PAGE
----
6. Vitamin paradox in obesity: Deficiency or excess?

    PubMed

    Zhou, Shi-Sheng; Li, Da; Chen, Na-Na; Zhou, Yiming

    2015-08-25

    Since synthetic vitamins were used to fortify food and as supplements in the late 1930s, vitamin intake has significantly increased. This has been accompanied by an increased prevalence of obesity, a condition associated with diabetes, hypertension, cardiovascular disease, asthma and cancer. Paradoxically, obesity is often associated with low levels of fasting serum vitamins, such as folate and vitamin D. Recent studies on folic acid fortification have revealed another paradoxical phenomenon: obesity exhibits low fasting serum but high erythrocyte folate concentrations, with high levels of serum folate oxidation products. High erythrocyte folate status is known to reflect long-term excess folic acid intake, while increased folate oxidation products suggest an increased folate degradation because obesity shows an increased activity of cytochrome P450 2E1, a monooxygenase enzyme that can use folic acid as a substrate. There is also evidence that obesity increases niacin degradation, manifested by increased activity/expression of niacin-degrading enzymes and high levels of niacin metabolites. Moreover, obesity most commonly occurs in those with a low excretory reserve capacity (e.g., due to low birth weight/preterm birth) and/or a low sweat gland activity (black race and physical inactivity). These lines of evidence raise the possibility that low fasting serum vitamin status in obesity may be a compensatory response to chronic excess vitamin intake, rather than vitamin deficiency, and that obesity could be one of the manifestations of chronic vitamin poisoning. In this article, we discuss vitamin paradox in obesity from the perspective of vitamin homeostasis.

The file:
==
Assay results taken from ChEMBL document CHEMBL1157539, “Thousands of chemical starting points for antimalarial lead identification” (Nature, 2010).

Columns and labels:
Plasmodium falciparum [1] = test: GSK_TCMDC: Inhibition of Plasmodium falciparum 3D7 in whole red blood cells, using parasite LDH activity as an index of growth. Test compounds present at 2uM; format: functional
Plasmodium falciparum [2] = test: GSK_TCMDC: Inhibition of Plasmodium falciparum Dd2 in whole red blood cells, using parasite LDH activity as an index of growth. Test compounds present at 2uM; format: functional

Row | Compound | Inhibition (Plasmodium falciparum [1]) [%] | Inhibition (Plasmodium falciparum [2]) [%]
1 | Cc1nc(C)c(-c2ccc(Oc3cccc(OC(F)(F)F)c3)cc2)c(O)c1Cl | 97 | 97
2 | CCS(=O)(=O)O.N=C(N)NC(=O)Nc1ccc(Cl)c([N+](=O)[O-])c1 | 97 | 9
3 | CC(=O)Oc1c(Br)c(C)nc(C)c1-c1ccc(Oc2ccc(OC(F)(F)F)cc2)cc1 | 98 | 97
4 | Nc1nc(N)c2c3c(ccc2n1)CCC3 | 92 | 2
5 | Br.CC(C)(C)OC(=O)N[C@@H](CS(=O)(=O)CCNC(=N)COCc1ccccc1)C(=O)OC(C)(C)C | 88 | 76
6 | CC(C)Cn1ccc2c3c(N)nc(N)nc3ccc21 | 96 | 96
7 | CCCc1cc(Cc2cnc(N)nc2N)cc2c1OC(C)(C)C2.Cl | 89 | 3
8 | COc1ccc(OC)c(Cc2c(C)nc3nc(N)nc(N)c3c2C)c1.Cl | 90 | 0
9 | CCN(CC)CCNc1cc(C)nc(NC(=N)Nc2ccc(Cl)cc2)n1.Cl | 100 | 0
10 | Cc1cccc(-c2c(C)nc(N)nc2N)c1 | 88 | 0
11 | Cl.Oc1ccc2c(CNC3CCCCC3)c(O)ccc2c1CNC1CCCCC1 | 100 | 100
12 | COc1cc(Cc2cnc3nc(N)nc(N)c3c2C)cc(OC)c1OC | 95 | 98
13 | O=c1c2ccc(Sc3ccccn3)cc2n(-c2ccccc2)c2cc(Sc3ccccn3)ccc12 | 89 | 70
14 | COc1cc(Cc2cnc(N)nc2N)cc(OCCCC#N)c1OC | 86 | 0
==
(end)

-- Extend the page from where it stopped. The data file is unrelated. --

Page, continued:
7. Vitamin paradox in obesity: Deficiency or excess?

    PubMed Central

    Zhou, Shi-Sheng; Li, Da; Chen, Na-Na; Zhou, Yiming

    2015-01-01

    Since synthetic vitamins were used to fortify food and as supplements in the late 1930s, vitamin intake has significantly increased. This has been accompanied by an increased prevalence of obesity, a condition associated with diabetes, hypertension, cardiovascular disease, asthma and cancer. Paradoxically, obesity is often associated with low levels of fasting serum vitamins, such as folate and vitamin D. Recent studies on folic acid fortification have revealed another paradoxical phenomenon: obesity exhibits low fasting serum but high erythrocyte folate concentrations, with high levels of serum folate oxidation products. High erythrocyte folate status is known to reflect long-term excess folic acid intake, while increased folate oxidation products suggest an increased folate degradation because obesity shows an increased activity of cytochrome P450 2E1, a monooxygenase enzyme that can use folic acid as a substrate. There is also evidence that obesity increases niacin degradation, manifested by increased activity/expression of niacin-degrading enzymes and high levels of niacin metabolites. Moreover, obesity most commonly occurs in those with a low excretory reserve capacity (e.g., due to low birth weight/preterm birth) and/or a low sweat gland activity (black race and physical inactivity). These lines of evidence raise the possibility that low fasting serum vitamin status in obesity may be a compensatory response to chronic excess vitamin intake, rather than vitamin deficiency, and that obesity could be one of the manifestations of chronic vitamin poisoning. In this article, we discuss vitamin paradox in obesity from the perspective of vitamin homeostasis. PMID:26322161